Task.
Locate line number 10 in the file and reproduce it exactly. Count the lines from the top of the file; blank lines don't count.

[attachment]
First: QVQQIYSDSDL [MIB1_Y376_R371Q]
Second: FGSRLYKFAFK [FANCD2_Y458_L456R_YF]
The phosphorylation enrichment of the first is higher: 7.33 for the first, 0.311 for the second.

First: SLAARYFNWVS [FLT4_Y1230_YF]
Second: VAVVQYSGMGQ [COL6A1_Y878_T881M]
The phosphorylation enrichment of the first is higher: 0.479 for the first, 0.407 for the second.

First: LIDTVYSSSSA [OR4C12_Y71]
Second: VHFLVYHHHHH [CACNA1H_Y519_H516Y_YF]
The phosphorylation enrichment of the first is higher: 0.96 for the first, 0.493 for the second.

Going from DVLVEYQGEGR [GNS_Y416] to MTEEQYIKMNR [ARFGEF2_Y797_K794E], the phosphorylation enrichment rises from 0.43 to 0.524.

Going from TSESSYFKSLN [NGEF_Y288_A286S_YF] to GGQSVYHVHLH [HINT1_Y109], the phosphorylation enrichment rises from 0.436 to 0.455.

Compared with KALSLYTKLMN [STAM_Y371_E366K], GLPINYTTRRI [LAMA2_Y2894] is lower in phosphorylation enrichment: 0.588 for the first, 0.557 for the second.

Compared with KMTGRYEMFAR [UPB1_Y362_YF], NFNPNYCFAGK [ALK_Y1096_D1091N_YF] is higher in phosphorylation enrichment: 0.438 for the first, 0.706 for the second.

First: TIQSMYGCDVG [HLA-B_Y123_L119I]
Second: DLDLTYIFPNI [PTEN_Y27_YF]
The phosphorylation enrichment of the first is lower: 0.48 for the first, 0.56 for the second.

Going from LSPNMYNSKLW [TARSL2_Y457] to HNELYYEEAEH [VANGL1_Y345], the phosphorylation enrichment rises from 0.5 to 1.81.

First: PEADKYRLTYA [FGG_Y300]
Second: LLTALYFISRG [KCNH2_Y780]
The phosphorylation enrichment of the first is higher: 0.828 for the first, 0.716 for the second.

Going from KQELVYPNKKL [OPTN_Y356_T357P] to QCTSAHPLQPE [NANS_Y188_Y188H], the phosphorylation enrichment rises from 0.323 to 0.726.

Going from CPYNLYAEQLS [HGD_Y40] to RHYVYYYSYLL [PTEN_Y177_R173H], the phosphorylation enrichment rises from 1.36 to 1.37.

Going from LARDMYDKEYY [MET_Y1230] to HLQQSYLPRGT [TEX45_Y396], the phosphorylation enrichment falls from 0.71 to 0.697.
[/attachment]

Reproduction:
Going from DVLVEYQGEGR [GNS_Y416] to MTEEQYIKMNR [ARFGEF2_Y797_K794E], the phosphorylation enrichment rises from 0.43 to 0.524.